- Book on The Organ
The organ now seen to the south side of the chancel is not the Church's first. The original organ was installed in 1837 and was located in the west gallery. Little is known about it other than the Parish Magazine of 1863 records that since its installation, the organ had been raised by eighteen inches and thrown back by some three feet to allow space for another row of choristers seats. The article goes on to note that the organ was in the best position for appearance but for transmission of sound it stands too high. An article which appeared in the local press in 1881 stated that "the mechanism was bad and the pipes , which were of almost pure lead, would not stay in tune and began to "fall out".
The replacement was installed by Jardine & Co. of Manchester. The contract provided for a completely new manual and pedal organ to be placed behind the old organ case, built to the design of the then organist of the Church, Alderman A G. Leigh. It was completed in July 1881. There is evidence that the old organ case was "late Samuel Renn". The organ-building firm of Renn and Boston was very active in the North of England, Lancashire and Yorkshire especially, at that time and it has been discovered that Samuel Renns records contain the entry, Chorley Parish Chapel, 1837. The firm of Renn and Boston eventually became Jardine and Company.
When extensive modifications to the interior of the Church were undertaken in 1891 / 1892 the decision was taken to remove the organ to its present position , the chancel being formed as part of the alterations together with the provision of the choir stalls. The cost of relocating the organ was £211.11s and the opening recital was given by the organist of Manchester cathedral, J Kendrick Pyne on 27 February 1892.
In 1934 the tracker action was removed and an electric blower was installed, to replace the old water -pressure apparatus. No alterations were made to the tonal scheme at this time and the brochure or the re-opening concert, given by Paul Rochard of Lancaster Priory, records that the organ then contained 2042 pipes. In 1951 a modest overhaul was carried out to keep it going for a period of some ten years after which it was hoped to install a new action and make improvements in the tonal scheme. It was 1968 before this ambition was to be realised. In major alterations by John Cowin Ltd of Liverpool, working in collaboration with the then organist and choirmaster Mr J A H Dickinson the organ was considerably enlarged. Much of the additional pipework was taken from a magnificent four manual organ built in 1894 by William Hill, a giant among organ builders. The result is that the organ now contains 3189 pipes with 79 drawstops. At this time the console was detached from the rest of the instrument and a new one located at the rear of the pulpit, from where the organist can hear the instrument more effectively. An interesting result of the Cowin Dickinson collaboration is that while the organ now has four divisions it has but three manuals with the fourth division playable on any of the three manuals. Dedication of the re-built organ was by the Bishop of Burnley, Rt Rev G Holderness, on 1 February 1968 when a recital was given by Dr Francis Jackson, Organist and Master of Choristers, York Minster.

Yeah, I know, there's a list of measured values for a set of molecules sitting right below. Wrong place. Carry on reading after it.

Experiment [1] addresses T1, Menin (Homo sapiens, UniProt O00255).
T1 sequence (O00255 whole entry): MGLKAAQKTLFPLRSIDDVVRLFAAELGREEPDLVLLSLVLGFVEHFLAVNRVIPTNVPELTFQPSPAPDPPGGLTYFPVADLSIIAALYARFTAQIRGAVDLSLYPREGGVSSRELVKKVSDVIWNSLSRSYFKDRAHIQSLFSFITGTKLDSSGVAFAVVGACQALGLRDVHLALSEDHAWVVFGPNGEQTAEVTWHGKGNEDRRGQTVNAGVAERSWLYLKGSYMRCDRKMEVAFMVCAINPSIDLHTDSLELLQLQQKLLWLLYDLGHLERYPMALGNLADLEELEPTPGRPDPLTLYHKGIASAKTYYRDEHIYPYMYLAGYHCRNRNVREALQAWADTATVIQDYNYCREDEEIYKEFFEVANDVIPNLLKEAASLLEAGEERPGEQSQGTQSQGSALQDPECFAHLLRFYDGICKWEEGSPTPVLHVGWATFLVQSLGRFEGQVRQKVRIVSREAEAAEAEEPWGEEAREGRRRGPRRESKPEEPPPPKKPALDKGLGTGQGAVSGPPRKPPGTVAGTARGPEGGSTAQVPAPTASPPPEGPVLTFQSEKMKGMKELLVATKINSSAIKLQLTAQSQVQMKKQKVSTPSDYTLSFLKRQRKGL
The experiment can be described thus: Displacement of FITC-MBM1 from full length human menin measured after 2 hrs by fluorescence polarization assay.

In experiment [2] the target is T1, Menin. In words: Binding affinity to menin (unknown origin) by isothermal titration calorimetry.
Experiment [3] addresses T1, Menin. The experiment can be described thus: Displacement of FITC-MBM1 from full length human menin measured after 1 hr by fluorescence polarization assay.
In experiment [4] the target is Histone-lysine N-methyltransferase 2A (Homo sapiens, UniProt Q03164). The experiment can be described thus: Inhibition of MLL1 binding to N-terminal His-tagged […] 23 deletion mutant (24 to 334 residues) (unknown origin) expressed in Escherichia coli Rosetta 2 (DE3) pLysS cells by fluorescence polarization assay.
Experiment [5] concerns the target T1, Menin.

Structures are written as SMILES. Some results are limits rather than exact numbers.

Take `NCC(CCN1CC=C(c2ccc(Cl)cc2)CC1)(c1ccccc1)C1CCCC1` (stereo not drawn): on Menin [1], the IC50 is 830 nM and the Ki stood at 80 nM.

In 1991, due to damage to the Great Organ and Swell Organ sound boards caused by malfunctioning of the church's heating system, further re-building and cleaning work was undertaken by David Wells Organ Builders of Liverpool. In this, the console was modernised, with micro-electronic controls installed and with the simplification of future maintenance ensured. (The errant heating control system has also been computerised). The re-opening recital following this work was by Professor lan Tracey, Organist and Master of Choristers of Liverpool Cathedral, on 6 November 1991. St George's is fortunate in having a very fine instrument which is suitable for organ works of any period or type.
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St George’s Church
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